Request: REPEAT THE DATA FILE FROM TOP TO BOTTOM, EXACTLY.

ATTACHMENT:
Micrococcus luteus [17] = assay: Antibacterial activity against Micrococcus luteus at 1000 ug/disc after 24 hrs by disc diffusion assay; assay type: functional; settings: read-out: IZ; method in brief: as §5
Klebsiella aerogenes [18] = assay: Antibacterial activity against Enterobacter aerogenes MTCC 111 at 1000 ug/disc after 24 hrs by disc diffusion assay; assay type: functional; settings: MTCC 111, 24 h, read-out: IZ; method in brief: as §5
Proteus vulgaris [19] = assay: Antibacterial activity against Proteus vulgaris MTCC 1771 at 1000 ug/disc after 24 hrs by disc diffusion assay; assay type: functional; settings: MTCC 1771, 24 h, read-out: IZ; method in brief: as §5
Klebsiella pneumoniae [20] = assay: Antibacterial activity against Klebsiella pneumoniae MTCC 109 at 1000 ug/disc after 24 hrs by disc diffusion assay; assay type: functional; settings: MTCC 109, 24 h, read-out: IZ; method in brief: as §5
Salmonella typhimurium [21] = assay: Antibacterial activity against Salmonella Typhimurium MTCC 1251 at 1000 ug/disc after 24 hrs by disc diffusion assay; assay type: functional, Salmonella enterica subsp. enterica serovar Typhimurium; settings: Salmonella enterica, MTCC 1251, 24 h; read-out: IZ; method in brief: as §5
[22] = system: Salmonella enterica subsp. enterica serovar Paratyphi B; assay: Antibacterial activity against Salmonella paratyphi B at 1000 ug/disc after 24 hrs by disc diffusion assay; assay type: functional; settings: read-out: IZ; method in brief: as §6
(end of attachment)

Micrococcus luteus [17] = assay: Antibacterial activity against Micrococcus luteus at 1000 ug/disc after 24 hrs by disc diffusion assay; assay type: functional; settings: read-out: IZ; method in brief: as §5
Klebsiella aerogenes [18] = assay: Antibacterial activity against Enterobacter aerogenes MTCC 111 at 1000 ug/disc after 24 hrs by disc diffusion assay; assay type: functional; settings: MTCC 111, 24 h, read-out: IZ; method in brief: as §5
Proteus vulgaris [19] = assay: Antibacterial activity against Proteus vulgaris MTCC 1771 at 1000 ug/disc after 24 hrs by disc diffusion assay; assay type: functional; settings: MTCC 1771, 24 h, read-out: IZ; method in brief: as §5
Klebsiella pneumoniae [20] = assay: Antibacterial activity against Klebsiella pneumoniae MTCC 109 at 1000 ug/disc after 24 hrs by disc diffusion assay; assay type: functional; settings: MTCC 109, 24 h, read-out: IZ; method in brief: as §5
Salmonella typhimurium [21] = assay: Antibacterial activity against Salmonella Typhimurium MTCC 1251 at 1000 ug/disc after 24 hrs by disc diffusion assay; assay type: functional, Salmonella enterica subsp. enterica serovar Typhimurium; settings: Salmonella enterica, MTCC 1251, 24 h; read-out: IZ; method in brief: as §5
[22] = system: Salmonella enterica subsp. enterica serovar Paratyphi B; assay: Antibacterial activity against Salmonella paratyphi B at 1000 ug/disc after 24 hrs by disc diffusion assay; assay type: functional; settings: read-out: IZ; method in brief: as §6